Walmart U.S. Chief Marketing Officer Stephen Quinn plans to step down in January after more than a decade at the company. In turn, Walmart will hire former Target Chief Marketing Officer Michael Francis as a consultant and possibly to work with an ultimate successor.
Walmart spokeswoman Deisha Barnett said Mr. Quinn will retire as of Jan. 31 and Mr. Francis will join the company as a consultant starting Jan. 1. Mr. Quinn's office referred calls to Walmart corporate communications, and Mr. Francis didn't immediately return an email request for comment. The Wall Street Journal originally reported the moves earlier today.
"Walmart is a great company and a great brand, with tremendous recognition across the world," Mr. Francis said in a statement issued through Walmart. "I'm committed to building on the strength of that brand, and I couldn't be more excited about the opportunity to work with a company and a leadership team with such a passion for serving customers."
Mr. Francis announced in August that he's stepping down as CMO of Dreamworks Animation after nearly three years. He was CMO of Target for 26 years up to Oct. 2011, when he became president of JCPenney. He held that post for eight months during that retailer's tumultuous and ultimately unsuccessful efforts under former CEO Ron Johnson to wean shoppers off deep discounts in favor of everyday low prices. Mr. Francis later consulted for the Gap before moving on to Dreamworks.
Mr. Quinn, who's been CMO since 2007, is the rare chief marketer to survive two changes of corporate CEO and two changes of his immediate boss since taking the post. Walmart CEO Doug McMillon and Walmart U.S. CEO Greg Foran both have been on the job more than a year.
"Stephen has always advocated on behalf of our customers and has built a strong team that delivers our message to them in compelling ways," said spokeswoman Deisha Barnett. Among other things, he led Walmart's 2008 "Save Money. Live Better" corporate rebranding, a stronger focus on multicultural customers and digital transformation in marketing efforts, including partnerships with Facebook, YouTube and others, she said.
Asked in 2012 about the secret of his longevity, Mr. Quinn said: "I don't really think it's a secret.
"I'm fortunate to work for Walmart, because it does look at people's careers over a longer term. And it's a commitment. You don't just move to Bentonville on a whim. You've got to really buy in. And that is a big piece of it."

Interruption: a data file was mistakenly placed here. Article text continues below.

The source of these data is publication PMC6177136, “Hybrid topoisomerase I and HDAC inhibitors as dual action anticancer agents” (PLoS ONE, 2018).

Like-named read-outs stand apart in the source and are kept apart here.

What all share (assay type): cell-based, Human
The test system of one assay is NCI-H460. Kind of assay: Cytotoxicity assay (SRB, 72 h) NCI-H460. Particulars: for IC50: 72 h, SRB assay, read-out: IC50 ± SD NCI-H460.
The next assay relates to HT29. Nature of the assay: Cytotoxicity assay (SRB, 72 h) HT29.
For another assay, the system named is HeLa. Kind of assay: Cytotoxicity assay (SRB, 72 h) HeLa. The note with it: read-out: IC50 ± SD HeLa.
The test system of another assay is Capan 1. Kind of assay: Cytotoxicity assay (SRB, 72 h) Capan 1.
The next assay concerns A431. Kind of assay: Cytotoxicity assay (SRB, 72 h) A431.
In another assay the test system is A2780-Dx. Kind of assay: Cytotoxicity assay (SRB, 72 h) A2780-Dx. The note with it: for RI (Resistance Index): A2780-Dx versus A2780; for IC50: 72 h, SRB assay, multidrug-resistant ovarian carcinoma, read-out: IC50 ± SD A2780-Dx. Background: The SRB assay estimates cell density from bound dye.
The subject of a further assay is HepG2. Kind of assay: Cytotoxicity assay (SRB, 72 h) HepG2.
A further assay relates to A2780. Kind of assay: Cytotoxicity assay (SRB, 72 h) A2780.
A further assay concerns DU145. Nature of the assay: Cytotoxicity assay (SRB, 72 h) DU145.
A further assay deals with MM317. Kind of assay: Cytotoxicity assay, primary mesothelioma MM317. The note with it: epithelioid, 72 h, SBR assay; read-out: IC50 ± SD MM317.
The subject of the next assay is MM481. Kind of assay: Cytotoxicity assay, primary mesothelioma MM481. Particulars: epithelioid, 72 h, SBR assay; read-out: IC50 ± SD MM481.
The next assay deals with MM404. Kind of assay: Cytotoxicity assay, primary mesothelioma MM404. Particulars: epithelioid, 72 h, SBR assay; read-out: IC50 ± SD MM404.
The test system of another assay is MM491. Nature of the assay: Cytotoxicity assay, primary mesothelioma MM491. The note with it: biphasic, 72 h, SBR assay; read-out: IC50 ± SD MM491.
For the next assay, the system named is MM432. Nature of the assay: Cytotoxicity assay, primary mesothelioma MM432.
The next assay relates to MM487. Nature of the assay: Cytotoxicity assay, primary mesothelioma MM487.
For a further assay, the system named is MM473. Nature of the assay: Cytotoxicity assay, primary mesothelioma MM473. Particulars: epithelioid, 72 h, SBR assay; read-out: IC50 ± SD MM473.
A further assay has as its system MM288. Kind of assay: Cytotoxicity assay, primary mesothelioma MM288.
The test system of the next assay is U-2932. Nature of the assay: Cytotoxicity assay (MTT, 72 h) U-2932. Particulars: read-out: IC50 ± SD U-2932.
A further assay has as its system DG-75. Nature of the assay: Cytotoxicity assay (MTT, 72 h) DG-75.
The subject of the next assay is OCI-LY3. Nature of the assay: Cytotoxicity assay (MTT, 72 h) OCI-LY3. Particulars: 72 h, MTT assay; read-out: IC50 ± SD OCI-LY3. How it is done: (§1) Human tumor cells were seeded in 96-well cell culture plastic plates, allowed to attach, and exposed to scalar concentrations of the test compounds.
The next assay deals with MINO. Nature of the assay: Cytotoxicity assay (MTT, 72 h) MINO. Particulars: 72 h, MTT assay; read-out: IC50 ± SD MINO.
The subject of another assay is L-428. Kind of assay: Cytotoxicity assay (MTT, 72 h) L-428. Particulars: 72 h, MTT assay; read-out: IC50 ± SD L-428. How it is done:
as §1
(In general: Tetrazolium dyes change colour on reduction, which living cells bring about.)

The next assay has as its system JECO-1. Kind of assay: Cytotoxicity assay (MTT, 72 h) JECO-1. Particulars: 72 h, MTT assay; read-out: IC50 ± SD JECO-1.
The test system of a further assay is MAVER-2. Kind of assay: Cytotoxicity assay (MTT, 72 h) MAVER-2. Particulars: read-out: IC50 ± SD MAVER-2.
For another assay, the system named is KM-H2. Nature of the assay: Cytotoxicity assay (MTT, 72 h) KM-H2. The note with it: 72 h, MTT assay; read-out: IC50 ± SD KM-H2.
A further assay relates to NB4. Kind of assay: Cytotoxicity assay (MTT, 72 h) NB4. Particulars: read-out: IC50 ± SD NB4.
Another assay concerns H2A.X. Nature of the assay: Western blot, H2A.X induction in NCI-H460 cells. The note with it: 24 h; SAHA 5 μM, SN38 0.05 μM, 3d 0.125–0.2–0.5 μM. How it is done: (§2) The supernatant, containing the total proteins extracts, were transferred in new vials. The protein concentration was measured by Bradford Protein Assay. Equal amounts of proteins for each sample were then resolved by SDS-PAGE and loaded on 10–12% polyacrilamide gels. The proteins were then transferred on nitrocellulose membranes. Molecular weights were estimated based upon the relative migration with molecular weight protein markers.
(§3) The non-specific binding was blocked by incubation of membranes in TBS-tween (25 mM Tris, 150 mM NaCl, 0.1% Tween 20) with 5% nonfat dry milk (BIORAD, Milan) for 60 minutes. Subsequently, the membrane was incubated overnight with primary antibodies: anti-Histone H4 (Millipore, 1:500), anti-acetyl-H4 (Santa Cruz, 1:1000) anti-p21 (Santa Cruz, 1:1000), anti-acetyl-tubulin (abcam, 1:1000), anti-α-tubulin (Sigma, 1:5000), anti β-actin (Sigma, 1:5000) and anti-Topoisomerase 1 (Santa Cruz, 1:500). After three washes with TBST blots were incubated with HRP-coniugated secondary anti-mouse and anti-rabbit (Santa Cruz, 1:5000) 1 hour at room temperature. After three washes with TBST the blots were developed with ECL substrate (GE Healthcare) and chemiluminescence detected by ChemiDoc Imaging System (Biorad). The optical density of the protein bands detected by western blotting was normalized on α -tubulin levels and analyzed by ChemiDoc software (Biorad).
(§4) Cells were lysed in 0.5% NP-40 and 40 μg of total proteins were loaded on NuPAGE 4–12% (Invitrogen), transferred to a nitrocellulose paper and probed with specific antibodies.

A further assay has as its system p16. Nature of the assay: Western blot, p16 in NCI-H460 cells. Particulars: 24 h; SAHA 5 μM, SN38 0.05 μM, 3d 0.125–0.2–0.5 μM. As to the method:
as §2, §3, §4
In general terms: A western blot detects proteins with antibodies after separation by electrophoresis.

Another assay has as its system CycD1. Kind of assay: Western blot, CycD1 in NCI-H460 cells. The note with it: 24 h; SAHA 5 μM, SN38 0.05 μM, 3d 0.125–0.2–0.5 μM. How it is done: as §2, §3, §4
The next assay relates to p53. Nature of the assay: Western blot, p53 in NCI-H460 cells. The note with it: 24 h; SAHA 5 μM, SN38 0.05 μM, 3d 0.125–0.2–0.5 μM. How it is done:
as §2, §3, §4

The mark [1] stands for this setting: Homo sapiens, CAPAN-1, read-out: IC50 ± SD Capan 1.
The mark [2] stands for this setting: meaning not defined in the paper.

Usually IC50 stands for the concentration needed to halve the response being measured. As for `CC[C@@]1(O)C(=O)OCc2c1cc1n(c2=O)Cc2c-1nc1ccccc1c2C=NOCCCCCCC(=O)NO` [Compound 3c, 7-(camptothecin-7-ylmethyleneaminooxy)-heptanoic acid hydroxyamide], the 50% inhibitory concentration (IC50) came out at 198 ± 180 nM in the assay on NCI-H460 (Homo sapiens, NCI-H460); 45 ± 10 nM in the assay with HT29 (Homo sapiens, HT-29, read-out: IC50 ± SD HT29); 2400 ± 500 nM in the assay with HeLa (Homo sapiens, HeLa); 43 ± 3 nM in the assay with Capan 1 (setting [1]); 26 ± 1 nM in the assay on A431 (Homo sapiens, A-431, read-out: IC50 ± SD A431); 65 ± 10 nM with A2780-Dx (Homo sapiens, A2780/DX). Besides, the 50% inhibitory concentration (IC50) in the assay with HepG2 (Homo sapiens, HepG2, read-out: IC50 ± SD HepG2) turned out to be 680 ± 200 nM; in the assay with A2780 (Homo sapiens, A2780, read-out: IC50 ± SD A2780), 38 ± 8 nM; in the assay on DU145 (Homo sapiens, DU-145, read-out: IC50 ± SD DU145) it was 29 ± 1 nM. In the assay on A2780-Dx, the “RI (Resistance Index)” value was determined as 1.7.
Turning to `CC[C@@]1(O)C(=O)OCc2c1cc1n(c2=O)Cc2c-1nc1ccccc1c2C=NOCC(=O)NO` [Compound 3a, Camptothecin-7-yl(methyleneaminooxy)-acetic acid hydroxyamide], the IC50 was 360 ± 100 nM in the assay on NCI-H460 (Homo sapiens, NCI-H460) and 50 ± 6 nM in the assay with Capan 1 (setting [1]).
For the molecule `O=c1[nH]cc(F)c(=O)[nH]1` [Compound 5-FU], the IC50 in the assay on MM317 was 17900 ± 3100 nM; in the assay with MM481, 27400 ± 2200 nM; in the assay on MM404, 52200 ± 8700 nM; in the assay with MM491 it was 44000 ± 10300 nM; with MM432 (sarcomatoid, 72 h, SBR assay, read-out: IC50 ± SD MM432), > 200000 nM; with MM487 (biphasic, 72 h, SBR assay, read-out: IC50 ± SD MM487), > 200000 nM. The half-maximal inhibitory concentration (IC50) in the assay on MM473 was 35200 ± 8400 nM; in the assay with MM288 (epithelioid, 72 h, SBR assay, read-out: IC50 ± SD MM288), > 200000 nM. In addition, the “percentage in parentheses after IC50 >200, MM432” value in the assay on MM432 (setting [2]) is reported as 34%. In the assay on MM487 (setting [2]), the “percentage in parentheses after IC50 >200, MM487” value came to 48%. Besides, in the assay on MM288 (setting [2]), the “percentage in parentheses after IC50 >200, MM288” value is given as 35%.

Indeed, recruiters say getting people to "buy in" to Northwest Arkansas can be an uphill challenge, though numerous marketers who've gone there have chosen to stay.
It's unclear how hard Walmart will push for an external candidate as opposed to an internal one. Top Walmart marketers aside from Mr. Quinn include Wanda Young, who leads digital and media efforts; Andy Murray, senior VP-creative (a former P&G sales executive who founded the shopper marketing agency Thompson Murray, which later became Saatchi & Saatchi X); Wanda Young, VP-media and digital marketing; and Brian Monahan, VP-marketing of Walmart.com, based in San Bruno, Calif. Steven Bratspies, a former marketer under Mr. Quinn, became chief merchandising officer, a role that had included oversight of marketing under former top merchandiser Duncan MacNaughton.
Walmart same-store sales rose 1.5% last quarter, the fifth quarter of growth after two years of declines. But amid faster growth by rivals that include Amazon, Costco, Aldi and dollar stores, the company in October drew down profit forecasts to invest more in store remodels and e-commerce. That hastened a slump that has seen its stock fall nearly 29% in the past year.
Mr. Quinn is on something of a Target-to-Target story arc. He was hired into Walmart by then CMO John Fleming, who had been a veteran Target merchandising executive before coming to Walmart. And he'll be leaving while working briefly alongside Mr. Francis.
Mr. Fleming, now CEO-global e-commerce of Uniqlo, left Walmart in 2010 amid disappointing results shortly after Walmart U.S. CEO Bill Simon succeeded Eduardo Castro-Wright in that post. The move came amid widespread discontent among suppliers and some Walmart executives about the retailer's efforts to make its stores, selections and decor more appealing to more upscale shoppers. Mr. Simon quickly engineered a reversal of those policies, increasing assortment and stuffing aisles with more displays.
In recent investor presentations, Mr. Foran has talked about again clearing display clutter from store aisles, and Mr. McMillon has talked about the need to increase Walmart's appeal to middle and upper-income consumers.
The idea of a return to more of a Target style under Mr. Francis' guidance already has some supplier representatives wary. "John Fleming didn't work, so you're going back to the well?" said one. "It's crazy."
But another person familiar with Mr. Francis' hiring noted that Walmart is familiar with him not from his Target days, but from his more recent work as a supplier marketer – specifically with Dreamworks. The entertainment company has a significant presence in Bentonville that includes a festively decorated office on the town square and extensive in-store and online marketing and merchandising initiatives with the giant retailer.